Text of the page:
"In this brilliant and timely new book, Stephen Harper, the 22nd prime minister of Canada, rallies his fellow conservatives at home, in the United States, and around the world to understand and adapt to the often contradictory movements of globalization and populism. The world is in flux. Disruptive technologies, ideas, and politicians are challenging how we thought about the economy, society, and politics. How we respond matters greatly. We must get it right for our long-term stability, social cohesion, and prosperity. Some voices propose that we look the other way and double down on the status quo. Others propose radical change to public policy, governance, and our societies. Neither effectively responds to the growing concerns expressed by working-class people across the developed world. In this new book, former Canadian Prime Minister Stephen Harper sets out a positive and thoughtful alternative. He argues that we must apply old thinking to new challenges or, as Ronald Reagan once put it, "go back to the past way of facing the future." One might call it applied conservatism. Drawing on his training as an economist and his experiences as a global leader for nearly a decade, Harper analyzes how economic, social, and political trends--including globalized movements of capital, goods and services, and labour--have affected working-class citizens. The story is mixed. There has been some good and some bad. Donald Trump's surprising election and rising populist movements across the globe signal that policymakers must better respond to the negative consequences of these powerful forces. Harper sets out a vision of populist conservatism as the best framework for such a historically-rooted yet forward-looking agenda. He calls on conservatives in particular and policymakers in general to eschew ideology and instead draw on the ideas and institutions that have worked in past and can be refined and reformed for the future. His prescriptions cover trade, markets, immigration, business practices, the role of the nation state, and so on. The book sets out concrete steps for business and political leaders to take in order to address working-class to interests, aspirations, and concerns, and ultimately ensure that our economies and societies remain strong and dynamic in the age of disruption."--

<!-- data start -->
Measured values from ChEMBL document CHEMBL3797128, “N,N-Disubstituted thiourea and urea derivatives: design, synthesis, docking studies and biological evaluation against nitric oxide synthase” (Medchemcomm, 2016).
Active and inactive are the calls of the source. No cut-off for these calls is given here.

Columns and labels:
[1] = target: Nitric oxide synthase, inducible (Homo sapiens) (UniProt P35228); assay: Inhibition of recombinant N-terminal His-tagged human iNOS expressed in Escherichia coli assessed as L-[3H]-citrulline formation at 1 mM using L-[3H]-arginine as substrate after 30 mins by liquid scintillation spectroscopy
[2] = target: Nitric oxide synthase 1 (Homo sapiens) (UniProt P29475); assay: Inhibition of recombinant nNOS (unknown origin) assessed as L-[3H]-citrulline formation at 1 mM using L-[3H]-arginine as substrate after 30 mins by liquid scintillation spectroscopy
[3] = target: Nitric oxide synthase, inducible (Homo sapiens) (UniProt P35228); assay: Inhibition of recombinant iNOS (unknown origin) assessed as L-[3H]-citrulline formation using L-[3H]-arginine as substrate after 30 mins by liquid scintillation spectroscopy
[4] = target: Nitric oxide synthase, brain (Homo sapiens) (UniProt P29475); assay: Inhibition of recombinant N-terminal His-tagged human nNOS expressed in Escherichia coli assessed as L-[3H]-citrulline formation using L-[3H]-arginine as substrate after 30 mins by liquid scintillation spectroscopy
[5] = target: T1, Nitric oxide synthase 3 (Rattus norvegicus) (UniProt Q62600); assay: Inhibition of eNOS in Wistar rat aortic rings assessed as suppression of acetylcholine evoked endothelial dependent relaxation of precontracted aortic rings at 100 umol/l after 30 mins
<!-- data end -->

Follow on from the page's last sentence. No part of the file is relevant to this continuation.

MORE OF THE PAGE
INSTANT NEW YORK TIMES BESTSELLER A NEW YORK TIMES NOTABLE BOOK OF 2018 ONE OF THE ECONOMIST'S BOOKS OF THE YEAR "My new favorite book of all time." --Bill Gates If you think the world is coming to an end, think again: people are living longer, healthier, freer, and happier lives, and while our problems are formidable, the solutions lie in the Enlightenment ideal of using reason and science. Is the world really falling apart? Is the ideal of progress obsolete? In this elegant assessment of the human condition in the third millennium, cognitive scientist and public intellectual Steven Pinker urges us to step back from the gory headlines and prophecies of doom, which play to our psychological biases. Instead, follow the data: In seventy-five jaw-dropping graphs, Pinker shows that life, health, prosperity, safety, peace, knowledge, and happiness are on the rise, not just in the West, but worldwide. This progress is not the result of some cosmic force. It is a gift of the Enlightenment: the conviction that reason and science can enhance human flourishing. Far from being a naïve hope, the Enlightenment, we now know, has worked. But more than ever, it needs a vigorous defense. The Enlightenment project swims against currents of human nature--tribalism, authoritarianism, demonization, magical thinking--which demagogues are all too willing to exploit. Many commentators, committed to political, religious, or romantic ideologies, fight a rearguard action against it. The result is a corrosive fatalism and a willingness to wreck the precious institutions of liberal democracy and global cooperation. With intellectual depth and literary flair, Enlightenment Now makes the case for reason, science, and humanism: the ideals we need to confront our problems and continue our progress.